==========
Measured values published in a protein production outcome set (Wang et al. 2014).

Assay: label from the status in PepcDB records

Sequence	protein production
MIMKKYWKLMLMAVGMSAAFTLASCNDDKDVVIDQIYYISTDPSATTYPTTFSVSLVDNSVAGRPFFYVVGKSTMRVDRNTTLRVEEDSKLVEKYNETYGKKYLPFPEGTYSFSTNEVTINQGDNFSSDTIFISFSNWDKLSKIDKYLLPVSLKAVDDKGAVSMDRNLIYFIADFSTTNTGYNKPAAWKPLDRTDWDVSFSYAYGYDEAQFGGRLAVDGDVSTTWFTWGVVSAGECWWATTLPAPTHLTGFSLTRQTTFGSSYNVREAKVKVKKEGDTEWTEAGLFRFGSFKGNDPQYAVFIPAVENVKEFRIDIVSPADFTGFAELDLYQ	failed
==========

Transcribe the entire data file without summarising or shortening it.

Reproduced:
Measured values published in a protein production outcome set (Wang et al. 2014).

Assay: label from the status in PepcDB records

Sequence	protein production
MIMKKYWKLMLMAVGMSAAFTLASCNDDKDVVIDQIYYISTDPSATTYPTTFSVSLVDNSVAGRPFFYVVGKSTMRVDRNTTLRVEEDSKLVEKYNETYGKKYLPFPEGTYSFSTNEVTINQGDNFSSDTIFISFSNWDKLSKIDKYLLPVSLKAVDDKGAVSMDRNLIYFIADFSTTNTGYNKPAAWKPLDRTDWDVSFSYAYGYDEAQFGGRLAVDGDVSTTWFTWGVVSAGECWWATTLPAPTHLTGFSLTRQTTFGSSYNVREAKVKVKKEGDTEWTEAGLFRFGSFKGNDPQYAVFIPAVENVKEFRIDIVSPADFTGFAELDLYQ	failed